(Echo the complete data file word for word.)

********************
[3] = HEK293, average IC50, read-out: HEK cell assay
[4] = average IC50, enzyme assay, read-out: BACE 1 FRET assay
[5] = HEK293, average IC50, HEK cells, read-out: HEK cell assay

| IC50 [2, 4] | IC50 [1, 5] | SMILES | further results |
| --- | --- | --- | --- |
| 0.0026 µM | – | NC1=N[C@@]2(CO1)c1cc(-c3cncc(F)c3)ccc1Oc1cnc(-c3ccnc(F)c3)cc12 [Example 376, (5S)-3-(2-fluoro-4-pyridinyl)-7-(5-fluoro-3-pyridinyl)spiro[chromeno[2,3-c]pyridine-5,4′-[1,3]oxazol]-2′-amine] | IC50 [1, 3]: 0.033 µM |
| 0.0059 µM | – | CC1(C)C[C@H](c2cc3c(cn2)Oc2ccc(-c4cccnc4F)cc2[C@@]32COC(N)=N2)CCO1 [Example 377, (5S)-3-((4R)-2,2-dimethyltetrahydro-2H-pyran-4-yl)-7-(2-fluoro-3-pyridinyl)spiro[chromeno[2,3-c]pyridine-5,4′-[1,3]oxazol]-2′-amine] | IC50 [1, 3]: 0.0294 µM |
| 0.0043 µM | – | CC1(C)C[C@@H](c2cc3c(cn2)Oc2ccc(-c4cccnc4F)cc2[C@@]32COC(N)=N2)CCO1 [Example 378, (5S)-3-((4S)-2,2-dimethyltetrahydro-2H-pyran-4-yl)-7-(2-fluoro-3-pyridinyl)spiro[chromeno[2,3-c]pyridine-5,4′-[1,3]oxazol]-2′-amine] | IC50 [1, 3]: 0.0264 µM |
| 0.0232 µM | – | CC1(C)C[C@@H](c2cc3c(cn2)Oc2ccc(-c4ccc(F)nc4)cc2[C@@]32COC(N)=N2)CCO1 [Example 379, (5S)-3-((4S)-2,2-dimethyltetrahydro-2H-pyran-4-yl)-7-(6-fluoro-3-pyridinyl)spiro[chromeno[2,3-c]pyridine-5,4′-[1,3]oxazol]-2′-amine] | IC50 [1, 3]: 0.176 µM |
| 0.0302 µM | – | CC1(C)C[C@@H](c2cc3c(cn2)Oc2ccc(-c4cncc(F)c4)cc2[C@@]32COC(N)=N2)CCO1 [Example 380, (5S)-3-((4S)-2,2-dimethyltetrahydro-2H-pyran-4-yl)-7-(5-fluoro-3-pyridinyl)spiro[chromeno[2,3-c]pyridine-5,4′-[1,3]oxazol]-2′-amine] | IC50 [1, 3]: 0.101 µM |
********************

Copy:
[3] = HEK293, average IC50, read-out: HEK cell assay
[4] = average IC50, enzyme assay, read-out: BACE 1 FRET assay
[5] = HEK293, average IC50, HEK cells, read-out: HEK cell assay

| IC50 [2, 4] | IC50 [1, 5] | SMILES | further results |
| --- | --- | --- | --- |
| 0.0026 µM | – | NC1=N[C@@]2(CO1)c1cc(-c3cncc(F)c3)ccc1Oc1cnc(-c3ccnc(F)c3)cc12 [Example 376, (5S)-3-(2-fluoro-4-pyridinyl)-7-(5-fluoro-3-pyridinyl)spiro[chromeno[2,3-c]pyridine-5,4′-[1,3]oxazol]-2′-amine] | IC50 [1, 3]: 0.033 µM |
| 0.0059 µM | – | CC1(C)C[C@H](c2cc3c(cn2)Oc2ccc(-c4cccnc4F)cc2[C@@]32COC(N)=N2)CCO1 [Example 377, (5S)-3-((4R)-2,2-dimethyltetrahydro-2H-pyran-4-yl)-7-(2-fluoro-3-pyridinyl)spiro[chromeno[2,3-c]pyridine-5,4′-[1,3]oxazol]-2′-amine] | IC50 [1, 3]: 0.0294 µM |
| 0.0043 µM | – | CC1(C)C[C@@H](c2cc3c(cn2)Oc2ccc(-c4cccnc4F)cc2[C@@]32COC(N)=N2)CCO1 [Example 378, (5S)-3-((4S)-2,2-dimethyltetrahydro-2H-pyran-4-yl)-7-(2-fluoro-3-pyridinyl)spiro[chromeno[2,3-c]pyridine-5,4′-[1,3]oxazol]-2′-amine] | IC50 [1, 3]: 0.0264 µM |
| 0.0232 µM | – | CC1(C)C[C@@H](c2cc3c(cn2)Oc2ccc(-c4ccc(F)nc4)cc2[C@@]32COC(N)=N2)CCO1 [Example 379, (5S)-3-((4S)-2,2-dimethyltetrahydro-2H-pyran-4-yl)-7-(6-fluoro-3-pyridinyl)spiro[chromeno[2,3-c]pyridine-5,4′-[1,3]oxazol]-2′-amine] | IC50 [1, 3]: 0.176 µM |
| 0.0302 µM | – | CC1(C)C[C@@H](c2cc3c(cn2)Oc2ccc(-c4cncc(F)c4)cc2[C@@]32COC(N)=N2)CCO1 [Example 380, (5S)-3-((4S)-2,2-dimethyltetrahydro-2H-pyran-4-yl)-7-(5-fluoro-3-pyridinyl)spiro[chromeno[2,3-c]pyridine-5,4′-[1,3]oxazol]-2′-amine] | IC50 [1, 3]: 0.101 µM |